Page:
Moth and beetle larvae shun bright light, so they rarely attack frequently worn clothing or heavily trafficked carpets. They thrive in clothing that is packed away and carpet hidden under furniture, especially if there are food spills or other attractive scents. The best strategy? Keep things clean. |
Moth worm or, more accurately, moth larvae are the immature form of the moth in a stage in between egg and adulthood. Larvae have a tendency to find its way into clothing and food pantries, and can eat away and cause havoc in both areas. In either case, thorough cleaning and the application of heat are your best friends in the fight against moth worms.
The tiny, nearly-invisible eggs come into your house in food packages, and they can hatch into larvae which later turn into moths that wreak havoc on your foodstuffs. Its quite serious but its still possible to control them anyway, just follow the lead.
Proper Storage Against Moths
Moths and beetles can get through extremely tight spaces. When storing woolens, reclosable plastic bags or plastic boxes are best for keeping pests out. To protect the items from condensation, wrap them in lengths of clean cotton, and store. Take care in using plastic containers for long-term storage -- years rather than months -- as they do not allow the items to breathe, and some plastics may degrade fabric over time. If storing valuable items, consult with a professional textile conservator for recommendations.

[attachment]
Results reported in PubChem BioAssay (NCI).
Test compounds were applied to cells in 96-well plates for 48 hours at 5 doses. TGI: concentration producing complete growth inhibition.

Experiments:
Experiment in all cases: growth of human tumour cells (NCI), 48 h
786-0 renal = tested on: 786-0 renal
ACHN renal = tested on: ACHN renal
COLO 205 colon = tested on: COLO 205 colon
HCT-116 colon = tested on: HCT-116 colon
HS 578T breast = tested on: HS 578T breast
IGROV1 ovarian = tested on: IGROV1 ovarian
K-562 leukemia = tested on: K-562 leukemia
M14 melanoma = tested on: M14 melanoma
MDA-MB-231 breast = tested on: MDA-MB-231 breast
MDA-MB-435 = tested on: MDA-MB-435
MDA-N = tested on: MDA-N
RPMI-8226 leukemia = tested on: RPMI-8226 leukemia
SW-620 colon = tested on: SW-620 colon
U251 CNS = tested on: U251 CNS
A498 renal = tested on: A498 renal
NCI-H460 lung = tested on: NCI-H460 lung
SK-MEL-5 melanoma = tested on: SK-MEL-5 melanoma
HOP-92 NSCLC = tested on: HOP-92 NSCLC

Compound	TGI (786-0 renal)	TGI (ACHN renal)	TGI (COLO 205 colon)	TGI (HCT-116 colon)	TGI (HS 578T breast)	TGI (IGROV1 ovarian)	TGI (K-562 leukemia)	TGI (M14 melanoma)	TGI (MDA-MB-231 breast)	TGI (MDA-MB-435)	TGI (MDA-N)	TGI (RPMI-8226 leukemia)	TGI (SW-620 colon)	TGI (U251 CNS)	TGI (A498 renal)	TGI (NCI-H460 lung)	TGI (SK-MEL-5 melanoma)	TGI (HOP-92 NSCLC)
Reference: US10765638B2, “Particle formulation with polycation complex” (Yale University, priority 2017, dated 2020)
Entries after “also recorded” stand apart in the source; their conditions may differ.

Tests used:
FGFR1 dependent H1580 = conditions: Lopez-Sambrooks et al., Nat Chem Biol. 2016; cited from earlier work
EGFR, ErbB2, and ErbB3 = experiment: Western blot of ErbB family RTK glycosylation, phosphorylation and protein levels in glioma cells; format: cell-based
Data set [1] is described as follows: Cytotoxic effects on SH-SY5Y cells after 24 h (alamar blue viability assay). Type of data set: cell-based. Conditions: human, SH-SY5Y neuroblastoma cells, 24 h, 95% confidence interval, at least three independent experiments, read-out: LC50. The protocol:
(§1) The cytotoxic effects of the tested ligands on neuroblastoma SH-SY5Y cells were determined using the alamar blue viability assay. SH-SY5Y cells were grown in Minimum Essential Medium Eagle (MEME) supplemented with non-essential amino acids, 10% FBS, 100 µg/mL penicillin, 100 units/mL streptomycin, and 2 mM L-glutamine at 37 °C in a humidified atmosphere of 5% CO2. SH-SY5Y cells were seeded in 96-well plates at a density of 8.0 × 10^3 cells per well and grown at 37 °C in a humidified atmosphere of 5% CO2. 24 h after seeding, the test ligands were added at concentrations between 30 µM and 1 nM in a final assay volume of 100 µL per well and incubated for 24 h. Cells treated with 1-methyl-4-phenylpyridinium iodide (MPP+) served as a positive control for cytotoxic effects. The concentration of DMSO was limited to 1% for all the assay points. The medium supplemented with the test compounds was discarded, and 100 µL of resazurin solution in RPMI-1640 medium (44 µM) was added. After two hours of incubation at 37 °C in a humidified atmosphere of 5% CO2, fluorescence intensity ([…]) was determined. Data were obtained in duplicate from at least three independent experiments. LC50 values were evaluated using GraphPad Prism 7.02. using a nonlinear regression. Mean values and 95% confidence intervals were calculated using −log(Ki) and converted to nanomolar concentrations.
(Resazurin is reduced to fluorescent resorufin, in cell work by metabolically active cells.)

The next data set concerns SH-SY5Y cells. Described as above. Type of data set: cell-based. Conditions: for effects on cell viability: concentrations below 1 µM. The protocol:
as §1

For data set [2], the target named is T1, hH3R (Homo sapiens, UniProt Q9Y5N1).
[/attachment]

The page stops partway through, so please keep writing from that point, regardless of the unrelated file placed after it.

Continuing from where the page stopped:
There are numerous products -- some natural, some chemical-based, and with varying levels of effectiveness -- that are intended to deter moths and beetles. It's best to know a product's pros and cons before you make a choice. In the right circumstances, any of these approaches can be useful. Just remember that nothing discourages clothes moths and carpet beetles more than keeping your woolen items clean and storing them correctly.
What if you already have clothes or carpet pests? Here are some tips for identifying the bugs you are dealing with, getting rid of them, and then salvaging your woolen items.
Remove and treat all infested material. You might throw away the most damaged clothing. Dry-clean or launder items you keep; freezing also eradicates pests: Put items in sealed plastic bags, squeeze out air, and freeze for a few days. Take the bags out, let them return to room temperature, and then repeat. In case of condensation, let clothes air out before storing again.
For a severe infestation, call a pest control professional. To treat a minor problem, buy a spray made for these pests and spot test to make sure it doesn't affect the carpet color. Apply, following label instructions, anywhere you find traces of larvae or don't often clean -- such as behind bookcases and along baseboards. Treat both sides of the carpet (if not fastened down) and the rug pad.
Check out Auckland Pest Control for better assistance reliably done for your needs
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